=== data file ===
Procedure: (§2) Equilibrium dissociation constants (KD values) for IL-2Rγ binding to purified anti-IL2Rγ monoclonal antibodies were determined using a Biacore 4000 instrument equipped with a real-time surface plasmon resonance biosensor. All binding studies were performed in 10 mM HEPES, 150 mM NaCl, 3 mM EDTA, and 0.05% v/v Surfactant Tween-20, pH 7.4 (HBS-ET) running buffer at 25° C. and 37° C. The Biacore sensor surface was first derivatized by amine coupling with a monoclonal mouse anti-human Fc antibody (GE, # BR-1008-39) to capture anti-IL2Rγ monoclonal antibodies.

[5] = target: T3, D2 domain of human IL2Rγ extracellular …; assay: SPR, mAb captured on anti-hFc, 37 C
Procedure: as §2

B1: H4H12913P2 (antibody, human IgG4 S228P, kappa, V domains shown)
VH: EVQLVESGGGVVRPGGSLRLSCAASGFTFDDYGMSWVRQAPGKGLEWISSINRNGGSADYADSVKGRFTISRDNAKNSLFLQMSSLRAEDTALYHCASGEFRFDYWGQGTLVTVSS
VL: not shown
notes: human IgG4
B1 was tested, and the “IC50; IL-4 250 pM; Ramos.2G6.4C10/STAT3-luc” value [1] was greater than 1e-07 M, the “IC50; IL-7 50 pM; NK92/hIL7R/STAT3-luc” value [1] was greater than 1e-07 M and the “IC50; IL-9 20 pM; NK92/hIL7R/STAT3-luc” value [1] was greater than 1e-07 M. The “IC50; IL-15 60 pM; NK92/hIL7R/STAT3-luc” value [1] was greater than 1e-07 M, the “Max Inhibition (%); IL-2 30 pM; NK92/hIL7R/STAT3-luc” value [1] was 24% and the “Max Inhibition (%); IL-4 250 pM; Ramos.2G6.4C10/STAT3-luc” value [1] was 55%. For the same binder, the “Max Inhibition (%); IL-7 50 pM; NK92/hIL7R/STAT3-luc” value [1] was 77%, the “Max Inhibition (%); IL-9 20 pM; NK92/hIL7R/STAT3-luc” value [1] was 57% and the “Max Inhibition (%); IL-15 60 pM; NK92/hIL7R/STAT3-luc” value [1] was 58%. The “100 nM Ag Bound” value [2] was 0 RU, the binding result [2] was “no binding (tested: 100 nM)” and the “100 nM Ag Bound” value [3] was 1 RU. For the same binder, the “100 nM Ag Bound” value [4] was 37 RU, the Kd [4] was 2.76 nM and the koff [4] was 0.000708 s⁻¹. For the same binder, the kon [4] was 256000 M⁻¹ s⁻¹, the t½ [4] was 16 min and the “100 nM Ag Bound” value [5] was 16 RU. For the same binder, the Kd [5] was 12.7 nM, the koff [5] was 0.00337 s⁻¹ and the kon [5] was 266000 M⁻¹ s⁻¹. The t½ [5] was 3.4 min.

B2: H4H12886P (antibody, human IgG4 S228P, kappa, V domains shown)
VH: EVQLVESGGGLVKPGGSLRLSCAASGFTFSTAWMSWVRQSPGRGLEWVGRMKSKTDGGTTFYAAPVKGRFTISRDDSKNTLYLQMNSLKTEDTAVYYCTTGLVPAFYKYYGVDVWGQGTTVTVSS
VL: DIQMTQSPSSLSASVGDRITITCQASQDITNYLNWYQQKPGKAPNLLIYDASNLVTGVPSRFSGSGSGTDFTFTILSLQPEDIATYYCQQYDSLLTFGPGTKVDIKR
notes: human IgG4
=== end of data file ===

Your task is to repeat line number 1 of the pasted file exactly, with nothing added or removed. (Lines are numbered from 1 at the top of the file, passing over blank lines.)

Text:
Procedure: (§2) Equilibrium dissociation constants (KD values) for IL-2Rγ binding to purified anti-IL2Rγ monoclonal antibodies were determined using a Biacore 4000 instrument equipped with a real-time surface plasmon resonance biosensor. All binding studies were performed in 10 mM HEPES, 150 mM NaCl, 3 mM EDTA, and 0.05% v/v Surfactant Tween-20, pH 7.4 (HBS-ET) running buffer at 25° C. and 37° C. The Biacore sensor surface was first derivatized by amine coupling with a monoclonal mouse anti-human Fc antibody (GE, # BR-1008-39) to capture anti-IL2Rγ monoclonal antibodies.